Make HONDA Model CRV (4×4) Price $36,749 (manual), $38,749 (auto) plus options and on-road costs. Model Variant SPORT Series 2005 UPGRADE Series Year 2005 Body Group 4D WAGON Equipment Driver airbag, CD player, Side airbags, Cruise control, Remote locking, Power windows, Air-conditioning, Leather trim. Fuel Consumption 11.7 L/100 km average.
Unleaded petrol, 58-litre tank. Insurance Premium $633 (RACV, 40-year-old rating one male, medium-risk suburb, $450 excess). Kerb Weight 1520 kg (auto). Steering Rack and pinion, 3.2 turns lock-to-lock.
Turning circle 10.4 m. Suspension Front: Independent by MacPherson struts with stabiliser bar. Rear: Independent by double wishbones with coil springs and stabiliser bar. Transmission/Driven Wheels Five-speed manual or auto. All-wheel-drive. Warranty Three years/100,000 km.
Wheels/Tyres 16 x 6.5-inch alloy wheels, tyres 215/65. Full-size spare.
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Anyone thinking of buying a pocket-sized four-wheel-drive need not feel they are heading out on a limb, or somehow going it alone. In fact, the smaller-sized 4WDs comprised about half of all off-roaders sold last year; or, to look at it another way, about one in 12 of all vehicles sold in Australia is a compact 4WD.
Of those, the Honda CR-V is one of the more popular choices, even if it has lost the clear advantage of being the market leader it was when the first model was introduced. The latest CR-V faces much stiffer competition than its forebears, with rivals such as the Nissan X-Trail, Subaru Forester and Toyota RAV4 all giving it a good run for its money.
That’s not to say CR-V sales are floundering, and a recent upgrade to various mechanical and cosmetic features will serve to cement its position and reputation. Chief among them has been replacing the four-speed automatic with a five-speed unit, and the four-wheel-drive system – which engages drive to the rear wheels once the front tyres start to spin – has been revised for quicker response times.
Handling gets a boost from stiffer stabiliser bars and wider tyres on 16-inch rims, and the disc brakes are bigger front and rear.
Cruise control is now standard on all models, while side airbags have been fitted to the front seats of the more upmarket CR-V Sport, which also gets MP3 capability for its stereo system.
There’s a slightly different look as well. The CR-V’s upright and boxy body is much the same as before but its bulging headlights are slightly more prominent, and the grille, front bumper and tail lights have also been given the nip/tuck treatment.
Prices haven’t changed, with the base model manual remaining at $31,990, while the auto option is still $2000 despite the upgrade to five speeds. It might sound a bargain, but does include Honda’s bonus tariff reduction from the start of the year.
The CR-V Sport tested here is a $36,749 proposition but includes quite a bit for the extra $5000. As well as some body-coloured exterior trim items there’s the side airbags and MP3 player, plus sunroof, alloy wheels and fog lamps. Those wanting to go further can specify leather trim for the seats, gear shift and steering wheel, which costs an extra $1500.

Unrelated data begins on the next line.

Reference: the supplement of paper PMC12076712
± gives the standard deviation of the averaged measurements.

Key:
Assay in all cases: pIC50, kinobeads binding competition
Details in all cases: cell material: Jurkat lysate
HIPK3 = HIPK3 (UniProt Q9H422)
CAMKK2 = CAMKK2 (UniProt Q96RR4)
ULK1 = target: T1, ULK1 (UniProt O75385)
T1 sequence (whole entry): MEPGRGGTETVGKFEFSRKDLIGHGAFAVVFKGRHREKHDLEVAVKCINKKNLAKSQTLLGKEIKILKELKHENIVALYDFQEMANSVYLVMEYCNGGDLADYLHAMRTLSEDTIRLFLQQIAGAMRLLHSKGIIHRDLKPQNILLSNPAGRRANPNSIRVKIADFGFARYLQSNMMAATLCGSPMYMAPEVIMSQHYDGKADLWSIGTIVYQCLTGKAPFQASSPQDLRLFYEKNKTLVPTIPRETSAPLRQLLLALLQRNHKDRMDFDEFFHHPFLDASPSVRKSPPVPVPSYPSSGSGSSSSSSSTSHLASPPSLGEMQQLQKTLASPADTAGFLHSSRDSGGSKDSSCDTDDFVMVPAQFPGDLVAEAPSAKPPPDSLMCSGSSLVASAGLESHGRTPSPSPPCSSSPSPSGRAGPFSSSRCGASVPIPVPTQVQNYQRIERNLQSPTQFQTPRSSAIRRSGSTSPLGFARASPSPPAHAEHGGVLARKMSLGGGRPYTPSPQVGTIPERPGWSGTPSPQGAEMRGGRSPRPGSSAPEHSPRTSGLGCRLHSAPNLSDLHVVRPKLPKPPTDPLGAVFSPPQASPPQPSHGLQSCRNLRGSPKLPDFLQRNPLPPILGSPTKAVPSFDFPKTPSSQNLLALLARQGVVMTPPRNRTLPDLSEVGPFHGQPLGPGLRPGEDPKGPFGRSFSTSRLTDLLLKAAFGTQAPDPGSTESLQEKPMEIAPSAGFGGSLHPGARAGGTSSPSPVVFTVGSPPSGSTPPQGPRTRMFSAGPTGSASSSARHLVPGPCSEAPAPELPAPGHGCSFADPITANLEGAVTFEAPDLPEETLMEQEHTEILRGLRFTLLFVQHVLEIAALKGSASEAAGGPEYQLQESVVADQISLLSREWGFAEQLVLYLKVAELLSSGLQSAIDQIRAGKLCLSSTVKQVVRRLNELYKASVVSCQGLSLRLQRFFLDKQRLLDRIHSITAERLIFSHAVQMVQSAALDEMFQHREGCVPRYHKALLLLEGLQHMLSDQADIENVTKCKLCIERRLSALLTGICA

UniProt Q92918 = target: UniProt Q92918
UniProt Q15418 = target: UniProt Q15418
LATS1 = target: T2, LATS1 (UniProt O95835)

The 2.4-litre engine remains unchanged, although its full 118 kW of power didn’t really need upgrading. The good news is that when teamed with the new auto, performance is greatly enhanced: acceleration is strong and, with shortened gaps between ratios, there’s more consistent urge between shifts, and a greater ability to pick the right gear for the job on demand.
Less endearing is the clumsy gear-shifter itself, which sprouts from the dashboard, presumably to leave space between the front seats and give a greater impression of roominess. Although it works on a kind of pull-push method, there’s little chance of selecting the correct ratio manually with any accuracy and it is a hindrance to anyone who wants low-speed crawler gears for off-roading. Ditto with the handbrake, which pulls out of the dash and can not only jam your fingers but can also be surprisingly difficult to disengage.
Not that the CR-V has any great reputation for bush-bashing, but the improved 4WD engagement will indeed help. Having a computer select 4WD after the wheels start to slip has never been a wonderful idea, but at least now it can be felt to happen more quickly. It is also particularly useful on slippery sealed roads where front wheelspin is now minimised by the rear-drive coming into play more readily.
That, and a little more tyre grip, have done wonders for the CR-V’s road manners. The stiffer stabiliser bars also help by reducing leaning (or body roll) through corners, not to mention the inside front tyre’s tendency to lift and possibly start spinning. There’s still some of the steering wheel tug (or torque steer) noticeable when accelerating out of tight corners, which is one of the less appealing of the CR-V’s road manners.
Together with the gutsy engine, the intelligent transmission and new-found handling ability, the new CR-V is more pleasant to drive and far less ungainly.
The current CR-V has been challenged in a couple of areas, most notably its square-rigged styling and roly-poly handling. The latter has been resolved quite well, even if the car’s more extreme look is open to conjecture. But with lots of extra features and moderately improved road manners, the updated CR-V is one of the better choices in its class.
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